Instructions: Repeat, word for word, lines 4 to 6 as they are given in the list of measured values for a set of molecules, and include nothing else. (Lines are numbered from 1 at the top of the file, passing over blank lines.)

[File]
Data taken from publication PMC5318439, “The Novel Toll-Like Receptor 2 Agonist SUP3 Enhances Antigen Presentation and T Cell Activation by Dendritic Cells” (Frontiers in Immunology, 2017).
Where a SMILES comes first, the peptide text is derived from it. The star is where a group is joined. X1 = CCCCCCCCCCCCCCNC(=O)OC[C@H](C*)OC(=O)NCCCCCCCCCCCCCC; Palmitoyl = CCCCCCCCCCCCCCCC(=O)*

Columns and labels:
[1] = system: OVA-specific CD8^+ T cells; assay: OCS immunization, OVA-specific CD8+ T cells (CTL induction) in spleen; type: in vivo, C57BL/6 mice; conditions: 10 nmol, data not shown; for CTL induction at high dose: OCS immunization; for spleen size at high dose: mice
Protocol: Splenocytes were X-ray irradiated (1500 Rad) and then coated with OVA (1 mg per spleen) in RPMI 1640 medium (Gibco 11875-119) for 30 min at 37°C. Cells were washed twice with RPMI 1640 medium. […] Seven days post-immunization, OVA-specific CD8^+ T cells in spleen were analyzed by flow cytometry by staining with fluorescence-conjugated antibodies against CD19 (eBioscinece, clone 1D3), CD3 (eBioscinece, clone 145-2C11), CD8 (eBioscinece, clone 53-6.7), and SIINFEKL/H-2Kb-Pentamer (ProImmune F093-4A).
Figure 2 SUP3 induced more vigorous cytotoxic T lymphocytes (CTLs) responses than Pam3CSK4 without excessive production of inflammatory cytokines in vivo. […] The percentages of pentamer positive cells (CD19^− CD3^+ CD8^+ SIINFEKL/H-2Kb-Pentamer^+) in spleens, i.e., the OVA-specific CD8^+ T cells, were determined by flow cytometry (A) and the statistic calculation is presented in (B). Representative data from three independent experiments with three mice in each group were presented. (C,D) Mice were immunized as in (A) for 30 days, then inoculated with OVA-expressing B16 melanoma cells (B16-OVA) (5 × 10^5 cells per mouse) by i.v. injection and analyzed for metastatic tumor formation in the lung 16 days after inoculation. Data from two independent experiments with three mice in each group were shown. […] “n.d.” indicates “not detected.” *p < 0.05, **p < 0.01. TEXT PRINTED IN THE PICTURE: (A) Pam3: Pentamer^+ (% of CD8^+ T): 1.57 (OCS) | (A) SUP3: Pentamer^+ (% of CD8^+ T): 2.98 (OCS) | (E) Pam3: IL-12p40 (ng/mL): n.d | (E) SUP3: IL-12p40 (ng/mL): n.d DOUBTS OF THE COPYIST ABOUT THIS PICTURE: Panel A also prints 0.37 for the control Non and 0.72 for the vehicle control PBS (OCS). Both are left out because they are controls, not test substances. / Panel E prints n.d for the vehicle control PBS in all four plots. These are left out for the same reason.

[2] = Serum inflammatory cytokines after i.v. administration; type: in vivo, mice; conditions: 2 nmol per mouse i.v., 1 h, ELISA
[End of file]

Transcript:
[1] = system: OVA-specific CD8^+ T cells; assay: OCS immunization, OVA-specific CD8+ T cells (CTL induction) in spleen; type: in vivo, C57BL/6 mice; conditions: 10 nmol, data not shown; for CTL induction at high dose: OCS immunization; for spleen size at high dose: mice
Protocol: Splenocytes were X-ray irradiated (1500 Rad) and then coated with OVA (1 mg per spleen) in RPMI 1640 medium (Gibco 11875-119) for 30 min at 37°C. Cells were washed twice with RPMI 1640 medium. […] Seven days post-immunization, OVA-specific CD8^+ T cells in spleen were analyzed by flow cytometry by staining with fluorescence-conjugated antibodies against CD19 (eBioscinece, clone 1D3), CD3 (eBioscinece, clone 145-2C11), CD8 (eBioscinece, clone 53-6.7), and SIINFEKL/H-2Kb-Pentamer (ProImmune F093-4A).
Figure 2 SUP3 induced more vigorous cytotoxic T lymphocytes (CTLs) responses than Pam3CSK4 without excessive production of inflammatory cytokines in vivo. […] The percentages of pentamer positive cells (CD19^− CD3^+ CD8^+ SIINFEKL/H-2Kb-Pentamer^+) in spleens, i.e., the OVA-specific CD8^+ T cells, were determined by flow cytometry (A) and the statistic calculation is presented in (B). Representative data from three independent experiments with three mice in each group were presented. (C,D) Mice were immunized as in (A) for 30 days, then inoculated with OVA-expressing B16 melanoma cells (B16-OVA) (5 × 10^5 cells per mouse) by i.v. injection and analyzed for metastatic tumor formation in the lung 16 days after inoculation. Data from two independent experiments with three mice in each group were shown. […] “n.d.” indicates “not detected.” *p < 0.05, **p < 0.01. TEXT PRINTED IN THE PICTURE: (A) Pam3: Pentamer^+ (% of CD8^+ T): 1.57 (OCS) | (A) SUP3: Pentamer^+ (% of CD8^+ T): 2.98 (OCS) | (E) Pam3: IL-12p40 (ng/mL): n.d | (E) SUP3: IL-12p40 (ng/mL): n.d DOUBTS OF THE COPYIST ABOUT THIS PICTURE: Panel A also prints 0.37 for the control Non and 0.72 for the vehicle control PBS (OCS). Both are left out because they are controls, not test substances. / Panel E prints n.d for the vehicle control PBS in all four plots. These are left out for the same reason.